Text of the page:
Time and Materials: On the Art of the Experimental Memoir
John West Considers the Literary Fragment
The conceit of a memoir is that the important parts are all mostly there, and the unimportant parts are all mostly left out. But since memoirs can’t write into the future, I can’t bring myself to trust them.
In a story, there’s a beginning, a middle, and an end: a chain of cause and effect that propels its characters from beat to beat. In a life (at least in mine), cause and effect loop back in on each other, and as the future becomes the present, it casts new light on the past. You can’t write a memoir after you’ve died, so there is always a new story that could be told, a different, perhaps truer, way of understanding your past.
Absent some ordering structure, facts are boring. What makes them interesting is the way they bounce off their neighbors and create a context into which we can make meaning. When an author chooses which facts to include and which to elide, they are creating a story that is incompatible with the other stories they could have told, had they picked different facts. This means that the best a memoir offers is verisimilitude, something like the truth, but never—no, not ever—the real story of what happened.
So, I don’t trust memoir, but I did write one.
Seven years after I started, I finished Lessons and Carols, a memoir about ritual, addiction, and other people’s art. At some point along the way, I managed to broker an uneasy peace with the form: I’d write a memoir, but only if it were fragmented, and only if it weren’t linear. I wanted it to be fragmented because I didn’t want to allow me or my future readers to be swept up by the verisimilitude and mistake it for reality; I wanted them to know I was eliding. I chose nonlinearity because I wanted to respect the way life—messy and shifting—ignores time, wanders back through memory and reaches out into the future.As the future becomes the present, it casts new light on the past.
Writers mostly write in what I call normal prose. We string words into sentences that are neither too short nor too long. We set sentences into paragraphs that are neither too sparse nor too florid. These paragraphs, taken together, offer cause and effect, moving from past to present, from origin to endpoint, unlocking new understanding as the sections accumulate. It is the very fact that memoir is written in normal prose that lulls us into a false belief about their comprehensiveness and veracity.
I think it’s easier to see the effect of abnormal prose—the way, for example, fragments or nonlinearity make a text work in new and strange ways—but there is nothing neutral about normal prose; it, too, has its effects. A form always sets expectations. Sometimes those expectations are fulfilled. Sometimes they are subverted. Either way, form shapes what readers understand the story to be. The choice of form, the choice to work with or against: these have deep aesthetic, and thus deep moral, consequences. This is even true (and maybe especially true) in forms that don’t feel like a choice at all, by which I mean prose of the sort that tries to fade into the background—by the normal prose in which so many memoirs are written.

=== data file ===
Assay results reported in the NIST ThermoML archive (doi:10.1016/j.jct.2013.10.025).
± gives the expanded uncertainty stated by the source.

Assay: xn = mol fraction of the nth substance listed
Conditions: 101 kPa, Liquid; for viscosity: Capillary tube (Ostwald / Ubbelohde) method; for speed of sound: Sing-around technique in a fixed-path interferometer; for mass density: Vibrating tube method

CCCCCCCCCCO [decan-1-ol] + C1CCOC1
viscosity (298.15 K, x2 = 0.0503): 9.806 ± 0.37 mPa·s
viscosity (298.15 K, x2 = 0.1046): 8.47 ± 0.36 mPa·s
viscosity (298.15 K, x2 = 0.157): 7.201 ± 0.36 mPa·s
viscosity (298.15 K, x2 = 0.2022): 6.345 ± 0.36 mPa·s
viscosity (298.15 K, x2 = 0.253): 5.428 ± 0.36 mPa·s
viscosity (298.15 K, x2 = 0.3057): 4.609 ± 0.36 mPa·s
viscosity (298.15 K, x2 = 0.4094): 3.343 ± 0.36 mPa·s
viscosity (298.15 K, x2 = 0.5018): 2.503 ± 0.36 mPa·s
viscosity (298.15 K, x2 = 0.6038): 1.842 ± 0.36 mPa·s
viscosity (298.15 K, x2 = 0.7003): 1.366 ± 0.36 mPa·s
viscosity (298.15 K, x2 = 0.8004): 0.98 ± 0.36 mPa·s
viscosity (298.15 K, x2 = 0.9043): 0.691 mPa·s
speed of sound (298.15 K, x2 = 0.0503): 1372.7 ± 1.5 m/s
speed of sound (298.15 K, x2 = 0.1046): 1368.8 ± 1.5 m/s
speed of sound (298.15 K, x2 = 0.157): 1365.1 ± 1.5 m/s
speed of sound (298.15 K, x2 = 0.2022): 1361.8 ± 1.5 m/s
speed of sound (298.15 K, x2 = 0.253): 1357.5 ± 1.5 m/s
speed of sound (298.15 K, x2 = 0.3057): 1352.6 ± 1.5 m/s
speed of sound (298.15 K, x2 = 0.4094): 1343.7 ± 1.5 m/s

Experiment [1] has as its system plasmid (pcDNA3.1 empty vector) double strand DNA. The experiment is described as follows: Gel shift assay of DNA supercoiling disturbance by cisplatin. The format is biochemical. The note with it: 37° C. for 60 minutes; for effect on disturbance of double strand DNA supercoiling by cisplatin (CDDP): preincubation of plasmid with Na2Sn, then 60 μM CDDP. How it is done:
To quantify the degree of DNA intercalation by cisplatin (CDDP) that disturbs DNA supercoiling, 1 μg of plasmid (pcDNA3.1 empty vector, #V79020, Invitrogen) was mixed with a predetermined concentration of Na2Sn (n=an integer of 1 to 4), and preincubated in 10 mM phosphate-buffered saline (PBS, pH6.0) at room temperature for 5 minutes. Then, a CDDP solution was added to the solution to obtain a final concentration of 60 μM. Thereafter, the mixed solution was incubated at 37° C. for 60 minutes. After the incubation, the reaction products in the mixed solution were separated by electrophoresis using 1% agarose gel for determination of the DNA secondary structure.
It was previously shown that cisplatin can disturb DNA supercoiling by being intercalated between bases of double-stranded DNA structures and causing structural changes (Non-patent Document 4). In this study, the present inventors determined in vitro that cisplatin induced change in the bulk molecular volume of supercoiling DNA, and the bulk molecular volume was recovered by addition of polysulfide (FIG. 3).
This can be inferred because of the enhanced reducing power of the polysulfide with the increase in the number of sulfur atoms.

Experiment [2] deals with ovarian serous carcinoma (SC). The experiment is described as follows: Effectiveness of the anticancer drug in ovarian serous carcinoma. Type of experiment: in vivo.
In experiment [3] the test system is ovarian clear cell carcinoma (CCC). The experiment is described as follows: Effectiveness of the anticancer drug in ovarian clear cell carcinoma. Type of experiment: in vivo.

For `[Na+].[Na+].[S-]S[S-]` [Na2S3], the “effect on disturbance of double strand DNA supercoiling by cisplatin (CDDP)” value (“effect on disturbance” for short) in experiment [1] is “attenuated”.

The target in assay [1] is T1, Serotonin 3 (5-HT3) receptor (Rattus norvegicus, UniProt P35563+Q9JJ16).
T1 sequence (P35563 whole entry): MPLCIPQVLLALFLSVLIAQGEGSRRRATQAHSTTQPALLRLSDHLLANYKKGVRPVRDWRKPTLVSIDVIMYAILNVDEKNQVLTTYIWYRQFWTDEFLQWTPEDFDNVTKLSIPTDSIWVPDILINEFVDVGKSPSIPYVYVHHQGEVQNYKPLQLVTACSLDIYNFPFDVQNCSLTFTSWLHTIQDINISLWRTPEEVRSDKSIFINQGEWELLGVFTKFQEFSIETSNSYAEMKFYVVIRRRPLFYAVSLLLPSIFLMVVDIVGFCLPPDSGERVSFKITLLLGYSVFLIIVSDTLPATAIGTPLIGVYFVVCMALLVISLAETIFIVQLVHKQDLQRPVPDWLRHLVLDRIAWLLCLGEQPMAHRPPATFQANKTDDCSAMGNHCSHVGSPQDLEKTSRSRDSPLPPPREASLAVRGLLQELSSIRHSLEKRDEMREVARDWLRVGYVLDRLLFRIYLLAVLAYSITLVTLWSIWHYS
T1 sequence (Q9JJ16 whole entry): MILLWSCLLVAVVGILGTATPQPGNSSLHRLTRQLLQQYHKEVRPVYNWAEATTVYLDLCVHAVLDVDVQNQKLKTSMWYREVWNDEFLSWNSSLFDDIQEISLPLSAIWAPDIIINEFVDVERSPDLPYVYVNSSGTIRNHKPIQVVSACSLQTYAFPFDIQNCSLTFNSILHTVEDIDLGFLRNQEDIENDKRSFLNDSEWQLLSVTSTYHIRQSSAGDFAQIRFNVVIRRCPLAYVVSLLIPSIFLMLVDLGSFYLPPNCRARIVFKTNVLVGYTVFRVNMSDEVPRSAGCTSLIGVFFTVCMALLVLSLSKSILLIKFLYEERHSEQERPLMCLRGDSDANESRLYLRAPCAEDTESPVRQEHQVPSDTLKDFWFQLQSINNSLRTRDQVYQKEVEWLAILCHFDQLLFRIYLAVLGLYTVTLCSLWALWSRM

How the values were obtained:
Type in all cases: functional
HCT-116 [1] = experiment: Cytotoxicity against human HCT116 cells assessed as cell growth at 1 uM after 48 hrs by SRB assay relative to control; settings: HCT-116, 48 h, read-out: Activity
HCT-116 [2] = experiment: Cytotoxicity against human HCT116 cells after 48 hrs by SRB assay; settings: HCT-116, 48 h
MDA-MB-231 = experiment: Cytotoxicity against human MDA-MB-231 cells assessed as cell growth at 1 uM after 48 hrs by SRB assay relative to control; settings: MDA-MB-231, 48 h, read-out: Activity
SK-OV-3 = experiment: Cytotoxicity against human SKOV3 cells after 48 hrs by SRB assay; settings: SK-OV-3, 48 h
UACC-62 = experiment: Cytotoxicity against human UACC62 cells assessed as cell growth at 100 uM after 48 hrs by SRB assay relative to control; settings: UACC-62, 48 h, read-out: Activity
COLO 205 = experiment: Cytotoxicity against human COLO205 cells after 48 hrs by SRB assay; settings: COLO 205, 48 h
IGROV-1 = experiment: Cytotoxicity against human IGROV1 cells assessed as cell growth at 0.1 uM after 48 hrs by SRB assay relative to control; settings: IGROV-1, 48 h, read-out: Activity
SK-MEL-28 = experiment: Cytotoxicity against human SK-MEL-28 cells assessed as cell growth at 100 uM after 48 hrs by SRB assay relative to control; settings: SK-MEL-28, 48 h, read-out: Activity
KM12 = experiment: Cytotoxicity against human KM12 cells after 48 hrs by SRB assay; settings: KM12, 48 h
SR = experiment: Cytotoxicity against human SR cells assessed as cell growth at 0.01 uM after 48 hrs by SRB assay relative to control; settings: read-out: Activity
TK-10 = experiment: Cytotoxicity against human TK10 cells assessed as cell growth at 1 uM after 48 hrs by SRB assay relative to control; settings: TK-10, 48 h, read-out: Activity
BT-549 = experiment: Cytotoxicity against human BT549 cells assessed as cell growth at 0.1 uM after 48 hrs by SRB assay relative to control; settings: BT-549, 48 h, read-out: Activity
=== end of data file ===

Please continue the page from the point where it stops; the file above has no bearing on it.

Lessons and Carols is built from 163 present-tense fragments, a couple only a sentence long, a few stretching for several pages, most somewhere in between. Each fragment is constructed from a blend of materials. 65 of them contain a quotation from another book. 79 of them contain one of my motifs—like blackberries or birds, to name a couple. 26 of them are written around the theme of parenthood. 78 around addiction and mental health. 38 around loss. And 21 are written around my yearly heterodox reenactments of the Episcopalian Christmas tradition called the Nine Lessons and Carols.
The fragments span two decades, and they don’t follow IRL chronology. But in the absence of time, a book needs something else to order its narrative. In Bluets, for example, Maggie Nelson offers a philosophical almost-argument about the color blue, and she hangs the narrative off of it like clothes on a line. In Her 37th Year, an Index, Suzanne Scanlon uses the alphabet to order her narrative. In The Body: an Essay, Jenny Boully works with footnotes to an erased essay, and this essay—though it is literally hidden from the reader—structures the movement of her fragments. We are living in a moment when fragmentary books that don’t choose chronology are flourishing, and the possibilities seem endless.
Of course, form always drives its book forward. In these books, their unusual forms are impossible to miss. But in books written in normal prose, the form is also pushing the plot along; it’s just we’re more accustomed to seeing these kinds of stories, so we might miss the work the form is doing altogether.
I ordered my fragments into a series of “lessons and carols,” more-or-less mirroring the Episcopalian service of the same name that tells the Christmas story (though I merged the third and fourth lessons in mine). Each lesson cycles through my main themes—parenthood, addiction and mental health, ritual, and loss—building on itself, I hope, in the same way the liturgy does. Just as in the Episcopalian service, where the ninth lesson breaks out of narrative entirely, and recounts the opening of the Gospel of John (“In the beginning was the Word,” etc.), my final lesson, too, breaks with the cyclical form. Here you can see parenthood, addiction and mental health, ritual, and loss as they weave together.